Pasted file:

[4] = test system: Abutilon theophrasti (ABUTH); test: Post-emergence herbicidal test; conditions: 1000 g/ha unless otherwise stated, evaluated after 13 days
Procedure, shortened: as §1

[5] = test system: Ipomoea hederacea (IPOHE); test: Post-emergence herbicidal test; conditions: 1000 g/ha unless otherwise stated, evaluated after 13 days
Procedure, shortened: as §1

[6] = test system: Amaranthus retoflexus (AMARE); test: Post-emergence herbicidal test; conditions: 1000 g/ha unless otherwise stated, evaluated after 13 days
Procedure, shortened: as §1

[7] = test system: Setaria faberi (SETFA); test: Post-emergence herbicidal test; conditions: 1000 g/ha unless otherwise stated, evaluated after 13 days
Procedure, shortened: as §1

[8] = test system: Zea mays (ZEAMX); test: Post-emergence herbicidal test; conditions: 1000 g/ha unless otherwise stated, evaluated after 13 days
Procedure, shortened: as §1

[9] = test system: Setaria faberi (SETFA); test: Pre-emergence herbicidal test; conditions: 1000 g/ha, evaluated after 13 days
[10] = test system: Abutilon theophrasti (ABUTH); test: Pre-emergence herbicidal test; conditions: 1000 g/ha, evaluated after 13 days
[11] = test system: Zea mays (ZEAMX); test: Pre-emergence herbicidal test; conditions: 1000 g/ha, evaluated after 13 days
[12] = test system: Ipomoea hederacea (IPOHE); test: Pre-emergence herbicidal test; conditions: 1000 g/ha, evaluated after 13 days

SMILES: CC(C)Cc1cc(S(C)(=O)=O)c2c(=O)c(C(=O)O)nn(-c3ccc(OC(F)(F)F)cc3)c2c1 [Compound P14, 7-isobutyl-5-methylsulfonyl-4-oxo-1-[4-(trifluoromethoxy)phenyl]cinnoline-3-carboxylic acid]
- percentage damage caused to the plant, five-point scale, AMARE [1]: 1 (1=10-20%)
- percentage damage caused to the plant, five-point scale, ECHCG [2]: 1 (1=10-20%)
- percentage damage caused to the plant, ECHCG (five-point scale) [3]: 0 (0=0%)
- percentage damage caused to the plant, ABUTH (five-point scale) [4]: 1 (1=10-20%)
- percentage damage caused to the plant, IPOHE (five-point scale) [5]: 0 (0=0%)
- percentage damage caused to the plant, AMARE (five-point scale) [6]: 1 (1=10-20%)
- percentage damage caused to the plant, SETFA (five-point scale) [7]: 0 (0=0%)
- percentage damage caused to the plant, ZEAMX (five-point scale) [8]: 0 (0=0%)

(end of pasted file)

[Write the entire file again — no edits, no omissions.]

[4] = test system: Abutilon theophrasti (ABUTH); test: Post-emergence herbicidal test; conditions: 1000 g/ha unless otherwise stated, evaluated after 13 days
Procedure, shortened: as §1

[5] = test system: Ipomoea hederacea (IPOHE); test: Post-emergence herbicidal test; conditions: 1000 g/ha unless otherwise stated, evaluated after 13 days
Procedure, shortened: as §1

[6] = test system: Amaranthus retoflexus (AMARE); test: Post-emergence herbicidal test; conditions: 1000 g/ha unless otherwise stated, evaluated after 13 days
Procedure, shortened: as §1

[7] = test system: Setaria faberi (SETFA); test: Post-emergence herbicidal test; conditions: 1000 g/ha unless otherwise stated, evaluated after 13 days
Procedure, shortened: as §1

[8] = test system: Zea mays (ZEAMX); test: Post-emergence herbicidal test; conditions: 1000 g/ha unless otherwise stated, evaluated after 13 days
Procedure, shortened: as §1

[9] = test system: Setaria faberi (SETFA); test: Pre-emergence herbicidal test; conditions: 1000 g/ha, evaluated after 13 days
[10] = test system: Abutilon theophrasti (ABUTH); test: Pre-emergence herbicidal test; conditions: 1000 g/ha, evaluated after 13 days
[11] = test system: Zea mays (ZEAMX); test: Pre-emergence herbicidal test; conditions: 1000 g/ha, evaluated after 13 days
[12] = test system: Ipomoea hederacea (IPOHE); test: Pre-emergence herbicidal test; conditions: 1000 g/ha, evaluated after 13 days

SMILES: CC(C)Cc1cc(S(C)(=O)=O)c2c(=O)c(C(=O)O)nn(-c3ccc(OC(F)(F)F)cc3)c2c1 [Compound P14, 7-isobutyl-5-methylsulfonyl-4-oxo-1-[4-(trifluoromethoxy)phenyl]cinnoline-3-carboxylic acid]
- percentage damage caused to the plant, five-point scale, AMARE [1]: 1 (1=10-20%)
- percentage damage caused to the plant, five-point scale, ECHCG [2]: 1 (1=10-20%)
- percentage damage caused to the plant, ECHCG (five-point scale) [3]: 0 (0=0%)
- percentage damage caused to the plant, ABUTH (five-point scale) [4]: 1 (1=10-20%)
- percentage damage caused to the plant, IPOHE (five-point scale) [5]: 0 (0=0%)
- percentage damage caused to the plant, AMARE (five-point scale) [6]: 1 (1=10-20%)
- percentage damage caused to the plant, SETFA (five-point scale) [7]: 0 (0=0%)
- percentage damage caused to the plant, ZEAMX (five-point scale) [8]: 0 (0=0%)